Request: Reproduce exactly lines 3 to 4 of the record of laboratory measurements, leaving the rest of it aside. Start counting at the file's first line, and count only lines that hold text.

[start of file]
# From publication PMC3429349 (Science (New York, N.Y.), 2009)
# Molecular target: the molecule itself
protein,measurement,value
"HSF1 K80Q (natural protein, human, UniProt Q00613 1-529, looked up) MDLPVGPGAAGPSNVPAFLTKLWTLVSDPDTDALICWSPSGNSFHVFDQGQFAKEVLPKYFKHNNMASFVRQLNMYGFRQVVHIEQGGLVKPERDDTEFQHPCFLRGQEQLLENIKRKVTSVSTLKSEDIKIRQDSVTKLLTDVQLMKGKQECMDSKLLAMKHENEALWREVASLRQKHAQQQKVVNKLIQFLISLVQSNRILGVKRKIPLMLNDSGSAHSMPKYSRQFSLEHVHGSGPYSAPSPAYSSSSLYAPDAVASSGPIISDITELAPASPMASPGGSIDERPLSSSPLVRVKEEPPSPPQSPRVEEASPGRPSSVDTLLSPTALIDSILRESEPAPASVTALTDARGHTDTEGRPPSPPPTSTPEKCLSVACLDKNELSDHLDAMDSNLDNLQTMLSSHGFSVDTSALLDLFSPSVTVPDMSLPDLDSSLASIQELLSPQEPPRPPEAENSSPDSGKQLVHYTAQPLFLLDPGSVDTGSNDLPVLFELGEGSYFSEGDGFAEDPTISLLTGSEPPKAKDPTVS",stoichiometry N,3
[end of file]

protein,measurement,value
"HSF1 K80Q (natural protein, human, UniProt Q00613 1-529, looked up) MDLPVGPGAAGPSNVPAFLTKLWTLVSDPDTDALICWSPSGNSFHVFDQGQFAKEVLPKYFKHNNMASFVRQLNMYGFRQVVHIEQGGLVKPERDDTEFQHPCFLRGQEQLLENIKRKVTSVSTLKSEDIKIRQDSVTKLLTDVQLMKGKQECMDSKLLAMKHENEALWREVASLRQKHAQQQKVVNKLIQFLISLVQSNRILGVKRKIPLMLNDSGSAHSMPKYSRQFSLEHVHGSGPYSAPSPAYSSSSLYAPDAVASSGPIISDITELAPASPMASPGGSIDERPLSSSPLVRVKEEPPSPPQSPRVEEASPGRPSSVDTLLSPTALIDSILRESEPAPASVTALTDARGHTDTEGRPPSPPPTSTPEKCLSVACLDKNELSDHLDAMDSNLDNLQTMLSSHGFSVDTSALLDLFSPSVTVPDMSLPDLDSSLASIQELLSPQEPPRPPEAENSSPDSGKQLVHYTAQPLFLLDPGSVDTGSNDLPVLFELGEGSYFSEGDGFAEDPTISLLTGSEPPKAKDPTVS",stoichiometry N,3